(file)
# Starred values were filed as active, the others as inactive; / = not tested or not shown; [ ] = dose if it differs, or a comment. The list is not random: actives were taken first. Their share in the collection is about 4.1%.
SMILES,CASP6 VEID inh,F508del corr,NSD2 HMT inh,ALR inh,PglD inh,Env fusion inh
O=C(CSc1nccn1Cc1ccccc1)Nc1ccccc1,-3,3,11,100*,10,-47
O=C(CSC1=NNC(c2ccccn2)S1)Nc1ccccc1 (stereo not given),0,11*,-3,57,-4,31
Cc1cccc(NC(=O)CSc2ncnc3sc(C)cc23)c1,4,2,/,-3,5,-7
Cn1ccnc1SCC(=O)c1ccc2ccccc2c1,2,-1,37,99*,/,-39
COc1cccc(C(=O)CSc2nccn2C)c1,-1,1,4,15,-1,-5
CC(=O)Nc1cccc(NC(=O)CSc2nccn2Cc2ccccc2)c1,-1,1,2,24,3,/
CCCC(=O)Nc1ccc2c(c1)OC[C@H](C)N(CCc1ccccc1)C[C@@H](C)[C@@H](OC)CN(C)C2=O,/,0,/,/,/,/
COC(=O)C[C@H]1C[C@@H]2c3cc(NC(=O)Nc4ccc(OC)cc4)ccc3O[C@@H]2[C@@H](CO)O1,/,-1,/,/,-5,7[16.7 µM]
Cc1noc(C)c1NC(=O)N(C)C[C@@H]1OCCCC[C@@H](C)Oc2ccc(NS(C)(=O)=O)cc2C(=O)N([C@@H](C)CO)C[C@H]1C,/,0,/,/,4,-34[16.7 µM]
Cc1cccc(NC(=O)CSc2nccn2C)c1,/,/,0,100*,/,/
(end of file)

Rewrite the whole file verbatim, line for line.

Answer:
# Starred values were filed as active, the others as inactive; / = not tested or not shown; [ ] = dose if it differs, or a comment. The list is not random: actives were taken first. Their share in the collection is about 4.1%.
SMILES,CASP6 VEID inh,F508del corr,NSD2 HMT inh,ALR inh,PglD inh,Env fusion inh
O=C(CSc1nccn1Cc1ccccc1)Nc1ccccc1,-3,3,11,100*,10,-47
O=C(CSC1=NNC(c2ccccn2)S1)Nc1ccccc1 (stereo not given),0,11*,-3,57,-4,31
Cc1cccc(NC(=O)CSc2ncnc3sc(C)cc23)c1,4,2,/,-3,5,-7
Cn1ccnc1SCC(=O)c1ccc2ccccc2c1,2,-1,37,99*,/,-39
COc1cccc(C(=O)CSc2nccn2C)c1,-1,1,4,15,-1,-5
CC(=O)Nc1cccc(NC(=O)CSc2nccn2Cc2ccccc2)c1,-1,1,2,24,3,/
CCCC(=O)Nc1ccc2c(c1)OC[C@H](C)N(CCc1ccccc1)C[C@@H](C)[C@@H](OC)CN(C)C2=O,/,0,/,/,/,/
COC(=O)C[C@H]1C[C@@H]2c3cc(NC(=O)Nc4ccc(OC)cc4)ccc3O[C@@H]2[C@@H](CO)O1,/,-1,/,/,-5,7[16.7 µM]
Cc1noc(C)c1NC(=O)N(C)C[C@@H]1OCCCC[C@@H](C)Oc2ccc(NS(C)(=O)=O)cc2C(=O)N([C@@H](C)CO)C[C@H]1C,/,0,/,/,4,-34[16.7 µM]
Cc1cccc(NC(=O)CSc2nccn2C)c1,/,/,0,100*,/,/